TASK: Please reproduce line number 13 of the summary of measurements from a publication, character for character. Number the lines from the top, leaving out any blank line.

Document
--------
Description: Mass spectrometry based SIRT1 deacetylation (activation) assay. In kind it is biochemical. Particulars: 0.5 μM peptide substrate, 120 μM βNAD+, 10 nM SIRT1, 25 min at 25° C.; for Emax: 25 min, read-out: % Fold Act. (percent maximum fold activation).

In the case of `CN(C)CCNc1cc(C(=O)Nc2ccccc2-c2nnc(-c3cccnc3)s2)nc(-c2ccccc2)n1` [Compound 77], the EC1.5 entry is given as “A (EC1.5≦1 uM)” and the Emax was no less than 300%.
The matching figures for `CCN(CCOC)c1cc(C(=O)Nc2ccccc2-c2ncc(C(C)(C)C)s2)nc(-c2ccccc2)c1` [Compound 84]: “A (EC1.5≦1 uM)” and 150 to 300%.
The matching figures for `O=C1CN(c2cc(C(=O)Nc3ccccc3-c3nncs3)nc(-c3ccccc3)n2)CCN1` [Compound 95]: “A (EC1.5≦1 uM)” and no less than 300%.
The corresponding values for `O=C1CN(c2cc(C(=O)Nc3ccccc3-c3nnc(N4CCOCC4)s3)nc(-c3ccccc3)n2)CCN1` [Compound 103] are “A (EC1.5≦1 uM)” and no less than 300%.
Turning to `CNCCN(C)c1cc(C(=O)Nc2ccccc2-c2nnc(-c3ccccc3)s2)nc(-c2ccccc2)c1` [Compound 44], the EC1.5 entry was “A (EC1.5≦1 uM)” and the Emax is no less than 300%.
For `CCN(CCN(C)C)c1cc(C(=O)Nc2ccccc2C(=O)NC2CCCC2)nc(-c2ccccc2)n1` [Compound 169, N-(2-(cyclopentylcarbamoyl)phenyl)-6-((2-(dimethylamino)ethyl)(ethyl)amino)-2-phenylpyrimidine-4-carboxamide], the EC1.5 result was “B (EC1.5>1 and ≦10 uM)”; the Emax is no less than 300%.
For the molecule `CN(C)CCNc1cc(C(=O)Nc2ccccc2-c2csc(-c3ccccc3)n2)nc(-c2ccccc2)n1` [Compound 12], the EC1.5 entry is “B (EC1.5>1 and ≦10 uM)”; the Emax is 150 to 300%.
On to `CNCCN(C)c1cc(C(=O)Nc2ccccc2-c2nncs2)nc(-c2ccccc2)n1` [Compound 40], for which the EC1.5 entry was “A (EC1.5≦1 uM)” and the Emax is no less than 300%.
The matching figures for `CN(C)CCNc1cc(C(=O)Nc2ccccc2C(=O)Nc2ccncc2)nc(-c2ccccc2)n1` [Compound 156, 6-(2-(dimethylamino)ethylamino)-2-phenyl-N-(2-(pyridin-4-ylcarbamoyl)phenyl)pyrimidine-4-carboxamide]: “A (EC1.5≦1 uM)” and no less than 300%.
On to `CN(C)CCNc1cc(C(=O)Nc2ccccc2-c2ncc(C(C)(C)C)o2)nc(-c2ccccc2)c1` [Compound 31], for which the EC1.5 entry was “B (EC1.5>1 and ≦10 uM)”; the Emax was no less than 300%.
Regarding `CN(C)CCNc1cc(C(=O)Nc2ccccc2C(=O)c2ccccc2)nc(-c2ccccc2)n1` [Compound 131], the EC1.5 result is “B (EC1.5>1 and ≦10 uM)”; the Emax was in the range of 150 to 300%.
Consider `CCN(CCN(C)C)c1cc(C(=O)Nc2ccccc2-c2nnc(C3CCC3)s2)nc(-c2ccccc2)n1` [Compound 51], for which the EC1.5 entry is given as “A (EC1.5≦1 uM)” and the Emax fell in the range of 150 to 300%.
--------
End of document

Consider `CCN(CCN(C)C)c1cc(C(=O)Nc2ccccc2-c2nnc(C3CCC3)s2)nc(-c2ccccc2)n1` [Compound 51], for which the EC1.5 entry is given as “A (EC1.5≦1 uM)” and the Emax fell in the range of 150 to 300%.